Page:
Guess who invented the golf hole?
For over four-thousand years, games involving hitting an object, such as a stone, small carved piece of wood or the skull or bone(s) of your enemies with a carved or bent stick have been played by all races and nationalities.
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These games were highly competitive and usually goal oriented, with the above mentioned stone, wood or skull being aimed at a tree, a wicket, a basket, a post (or whatever was handy) at game time.
In early Iraq history, about three-thousand B.C., there is mention of a religious game played with a stick and ball; called pukka-mikleu. (Sidebar-next time you golf, call your favorite pro shop and ask for a pukka-mikleu tee time.)
The Egyptians, Indians (American and far eastern) Chinese and Japanese people all have a historical variation of the game, but they all lacked one thing - a hole. Fast-forward to the 16th century and guess which nationality invented the hole in the ground to start the infancy of golf? If you are stumped for the answer, let me give you a few hints: Think of a golf course(s) without trees, but sheep on the fairway. Add in rough two feet tall and a calm wind, usually about 25 miles per hour, then mix in rain and more wind (and don’t forget 10 feet deep pot hole bunkers).
Still not quite sure, throw in a kilt, some fine whiskey and a bagpipe or two and by now you should have your answer. If you said the Scots or Scotland around 1556, you would be correct (if you take out the sheep, you still have the same look and feel of the 2013 British Open).
So now we jump ahead to 1774, when the Edinburgh Town Council decided to give a Silver Cup prize to the winner of their first annual golf tournament. Someone pointed out that to be an official tournament, “golf” should now have rules and basic standards.
(Historians have pondered over the question, why did it take almost two-hundred years for official rules to be implemented? Some believe that golf was only a game of recreation, not to be too stuffy with rules, while others think alcohol may have been involved, or both.) A cry went up from the rich golfers (the ones who could afford clubs), “we don’t need no stinkin’ rules” (similar to the bandits in the movie, Treasure of the Sierra Madre), but the town council prevailed and here is a synopsis of those first 13 rules in 1774.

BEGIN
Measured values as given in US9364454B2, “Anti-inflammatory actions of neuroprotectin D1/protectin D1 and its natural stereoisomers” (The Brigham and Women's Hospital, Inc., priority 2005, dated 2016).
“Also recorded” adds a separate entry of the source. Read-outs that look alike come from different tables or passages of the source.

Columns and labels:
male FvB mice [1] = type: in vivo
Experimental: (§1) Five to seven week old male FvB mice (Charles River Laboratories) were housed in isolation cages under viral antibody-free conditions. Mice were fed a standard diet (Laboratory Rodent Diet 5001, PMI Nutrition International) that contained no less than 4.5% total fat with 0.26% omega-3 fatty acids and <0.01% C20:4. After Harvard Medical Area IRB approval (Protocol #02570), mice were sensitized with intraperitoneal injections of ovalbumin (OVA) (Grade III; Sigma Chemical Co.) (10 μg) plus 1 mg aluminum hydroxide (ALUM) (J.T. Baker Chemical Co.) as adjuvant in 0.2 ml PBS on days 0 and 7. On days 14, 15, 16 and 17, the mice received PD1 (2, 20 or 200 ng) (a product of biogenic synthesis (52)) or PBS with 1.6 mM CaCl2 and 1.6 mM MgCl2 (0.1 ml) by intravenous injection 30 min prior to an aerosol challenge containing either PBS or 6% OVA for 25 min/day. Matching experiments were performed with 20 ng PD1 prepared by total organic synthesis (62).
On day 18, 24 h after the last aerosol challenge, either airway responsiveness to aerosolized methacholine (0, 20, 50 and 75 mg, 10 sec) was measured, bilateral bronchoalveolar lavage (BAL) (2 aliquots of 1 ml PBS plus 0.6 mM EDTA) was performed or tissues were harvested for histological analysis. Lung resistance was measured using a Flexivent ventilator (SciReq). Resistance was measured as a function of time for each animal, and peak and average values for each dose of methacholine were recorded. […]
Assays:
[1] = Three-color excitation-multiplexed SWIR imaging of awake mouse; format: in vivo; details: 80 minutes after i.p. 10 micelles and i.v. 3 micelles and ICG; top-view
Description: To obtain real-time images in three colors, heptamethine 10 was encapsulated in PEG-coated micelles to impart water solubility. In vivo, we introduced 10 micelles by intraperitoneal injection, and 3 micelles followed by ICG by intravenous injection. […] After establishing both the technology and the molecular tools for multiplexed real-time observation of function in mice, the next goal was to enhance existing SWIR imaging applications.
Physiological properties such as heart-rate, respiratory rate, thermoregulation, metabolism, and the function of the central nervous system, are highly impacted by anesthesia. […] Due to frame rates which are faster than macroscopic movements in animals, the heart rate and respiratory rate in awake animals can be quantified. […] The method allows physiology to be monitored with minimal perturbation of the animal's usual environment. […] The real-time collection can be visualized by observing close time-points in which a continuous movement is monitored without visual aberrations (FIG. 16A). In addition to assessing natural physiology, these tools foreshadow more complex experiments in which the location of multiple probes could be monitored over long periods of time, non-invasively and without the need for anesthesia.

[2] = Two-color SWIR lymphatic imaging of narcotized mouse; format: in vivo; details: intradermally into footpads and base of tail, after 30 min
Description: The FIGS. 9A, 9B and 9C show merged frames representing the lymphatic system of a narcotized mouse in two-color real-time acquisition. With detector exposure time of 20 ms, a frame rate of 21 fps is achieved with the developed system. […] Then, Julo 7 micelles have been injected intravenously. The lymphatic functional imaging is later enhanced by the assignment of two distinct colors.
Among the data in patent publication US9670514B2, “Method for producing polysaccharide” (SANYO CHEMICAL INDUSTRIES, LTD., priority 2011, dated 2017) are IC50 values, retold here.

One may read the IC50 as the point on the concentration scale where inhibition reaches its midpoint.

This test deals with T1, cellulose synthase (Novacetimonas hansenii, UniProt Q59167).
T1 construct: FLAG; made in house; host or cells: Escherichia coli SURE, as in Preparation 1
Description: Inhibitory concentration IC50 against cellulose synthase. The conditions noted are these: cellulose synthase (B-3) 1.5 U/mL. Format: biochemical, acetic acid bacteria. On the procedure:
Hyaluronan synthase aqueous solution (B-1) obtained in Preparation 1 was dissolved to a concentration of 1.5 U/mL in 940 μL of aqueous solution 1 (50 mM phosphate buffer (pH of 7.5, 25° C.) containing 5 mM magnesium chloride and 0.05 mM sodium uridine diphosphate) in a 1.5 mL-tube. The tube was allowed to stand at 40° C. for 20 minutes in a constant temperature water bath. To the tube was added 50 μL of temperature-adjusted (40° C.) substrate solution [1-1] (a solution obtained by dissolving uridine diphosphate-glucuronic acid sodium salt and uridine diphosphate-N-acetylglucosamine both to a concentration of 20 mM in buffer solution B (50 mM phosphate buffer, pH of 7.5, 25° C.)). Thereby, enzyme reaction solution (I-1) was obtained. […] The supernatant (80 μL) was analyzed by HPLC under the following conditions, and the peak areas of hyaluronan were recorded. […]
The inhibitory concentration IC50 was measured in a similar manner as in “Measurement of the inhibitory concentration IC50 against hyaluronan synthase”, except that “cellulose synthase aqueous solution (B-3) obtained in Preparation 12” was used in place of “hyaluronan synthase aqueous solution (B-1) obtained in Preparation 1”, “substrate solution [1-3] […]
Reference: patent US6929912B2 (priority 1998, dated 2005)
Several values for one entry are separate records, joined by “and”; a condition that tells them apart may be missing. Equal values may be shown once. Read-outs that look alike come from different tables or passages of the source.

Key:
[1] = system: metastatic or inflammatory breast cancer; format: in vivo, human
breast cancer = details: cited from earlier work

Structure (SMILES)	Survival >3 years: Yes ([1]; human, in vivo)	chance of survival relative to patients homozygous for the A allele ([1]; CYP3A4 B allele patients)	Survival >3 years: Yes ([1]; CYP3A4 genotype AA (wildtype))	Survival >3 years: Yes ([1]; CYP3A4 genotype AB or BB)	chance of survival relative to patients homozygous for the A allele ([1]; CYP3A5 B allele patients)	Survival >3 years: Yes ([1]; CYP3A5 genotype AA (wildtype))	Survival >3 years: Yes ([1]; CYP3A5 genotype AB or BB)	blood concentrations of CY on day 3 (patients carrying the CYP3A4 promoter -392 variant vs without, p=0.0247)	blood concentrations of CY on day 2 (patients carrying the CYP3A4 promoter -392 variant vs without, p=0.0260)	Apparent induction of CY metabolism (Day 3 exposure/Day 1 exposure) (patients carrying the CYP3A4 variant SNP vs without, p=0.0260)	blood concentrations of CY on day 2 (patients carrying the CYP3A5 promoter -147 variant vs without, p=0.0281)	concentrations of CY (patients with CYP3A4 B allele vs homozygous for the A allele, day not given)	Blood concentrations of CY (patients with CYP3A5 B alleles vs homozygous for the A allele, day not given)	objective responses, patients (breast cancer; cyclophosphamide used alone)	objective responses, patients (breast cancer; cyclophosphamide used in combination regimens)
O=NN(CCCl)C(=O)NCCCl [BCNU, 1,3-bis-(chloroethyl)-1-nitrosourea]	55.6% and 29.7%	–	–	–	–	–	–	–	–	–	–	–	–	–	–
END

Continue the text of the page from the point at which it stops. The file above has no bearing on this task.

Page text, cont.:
1. You must tee up your ball within a club length of the hole. (This is not a misprint; the green was also the tee box for the next hole.)
2. Your tee must be on the ground. (As opposed to what?)
3. You cannot change the ball you strike off the tee. (Even if you lose feathers or other stuffing during the hole play.)
4. You cannot remove bones, stones or broken clubs on the fairway to play your ball, but you can remove them within a club length of the hole, once on the green.
5. You may remove your ball from water or watery filth and tee it up behind the hazard. (This rule says you don’t take a penalty stroke, but give your opponent an extra stroke, if needed on the hole.)
6. If two balls touch on the green remove the one closest to the green to putt the second ball.
7. After putting out, don’t mess with your opponent’s ball placement.
8. If you have a lost ball, play another from your last hitting spot and give your opponent an extra stroke on the hole, if needed.
9. After you putt out, don’t block the hole with your club, foot or any object.
10. If you ball hits a person, dog, sheep or horse, play it where it “lyes.”
11. If you strike at or hit the ball and your club breaks, it counts as a stroke.
12. The player farthest from the hole must play first. (Finally a rule that makes sense.)
13. I will give you this rule word for word and let you figure it out. “Neither trench, ditch or dyke, made for the preservation of the links, nor the scholar’s holes or the soldier’s lines shall be accounted as a hazard.”
I would hate to have played a round before these rules were in place. It may have been “hazardous” to your health.
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